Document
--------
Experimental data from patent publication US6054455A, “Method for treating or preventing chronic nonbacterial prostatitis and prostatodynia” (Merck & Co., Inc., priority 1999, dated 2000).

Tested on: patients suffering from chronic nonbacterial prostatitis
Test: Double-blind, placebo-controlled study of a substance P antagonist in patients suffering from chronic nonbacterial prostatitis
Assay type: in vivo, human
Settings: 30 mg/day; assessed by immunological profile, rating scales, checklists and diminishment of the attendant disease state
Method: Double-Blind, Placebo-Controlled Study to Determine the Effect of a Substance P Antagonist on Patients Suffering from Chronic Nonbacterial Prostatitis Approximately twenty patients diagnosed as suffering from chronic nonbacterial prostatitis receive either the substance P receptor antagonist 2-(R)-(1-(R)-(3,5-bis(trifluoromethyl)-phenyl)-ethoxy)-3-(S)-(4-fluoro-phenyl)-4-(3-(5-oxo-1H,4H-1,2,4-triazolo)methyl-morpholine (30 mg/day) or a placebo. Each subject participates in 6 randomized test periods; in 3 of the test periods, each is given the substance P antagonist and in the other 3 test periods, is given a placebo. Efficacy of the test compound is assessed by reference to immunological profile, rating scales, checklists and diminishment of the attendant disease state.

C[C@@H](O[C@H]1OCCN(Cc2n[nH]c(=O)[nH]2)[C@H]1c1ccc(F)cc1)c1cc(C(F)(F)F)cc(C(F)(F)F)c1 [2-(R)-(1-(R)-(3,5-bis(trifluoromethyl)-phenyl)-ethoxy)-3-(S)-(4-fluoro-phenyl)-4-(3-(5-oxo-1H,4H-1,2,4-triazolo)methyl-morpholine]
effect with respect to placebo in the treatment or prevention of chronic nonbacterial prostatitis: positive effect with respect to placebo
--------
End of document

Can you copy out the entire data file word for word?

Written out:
Experimental data from patent publication US6054455A, “Method for treating or preventing chronic nonbacterial prostatitis and prostatodynia” (Merck & Co., Inc., priority 1999, dated 2000).

Tested on: patients suffering from chronic nonbacterial prostatitis
Test: Double-blind, placebo-controlled study of a substance P antagonist in patients suffering from chronic nonbacterial prostatitis
Assay type: in vivo, human
Settings: 30 mg/day; assessed by immunological profile, rating scales, checklists and diminishment of the attendant disease state
Method: Double-Blind, Placebo-Controlled Study to Determine the Effect of a Substance P Antagonist on Patients Suffering from Chronic Nonbacterial Prostatitis Approximately twenty patients diagnosed as suffering from chronic nonbacterial prostatitis receive either the substance P receptor antagonist 2-(R)-(1-(R)-(3,5-bis(trifluoromethyl)-phenyl)-ethoxy)-3-(S)-(4-fluoro-phenyl)-4-(3-(5-oxo-1H,4H-1,2,4-triazolo)methyl-morpholine (30 mg/day) or a placebo. Each subject participates in 6 randomized test periods; in 3 of the test periods, each is given the substance P antagonist and in the other 3 test periods, is given a placebo. Efficacy of the test compound is assessed by reference to immunological profile, rating scales, checklists and diminishment of the attendant disease state.

C[C@@H](O[C@H]1OCCN(Cc2n[nH]c(=O)[nH]2)[C@H]1c1ccc(F)cc1)c1cc(C(F)(F)F)cc(C(F)(F)F)c1 [2-(R)-(1-(R)-(3,5-bis(trifluoromethyl)-phenyl)-ethoxy)-3-(S)-(4-fluoro-phenyl)-4-(3-(5-oxo-1H,4H-1,2,4-triazolo)methyl-morpholine]
effect with respect to placebo in the treatment or prevention of chronic nonbacterial prostatitis: positive effect with respect to placebo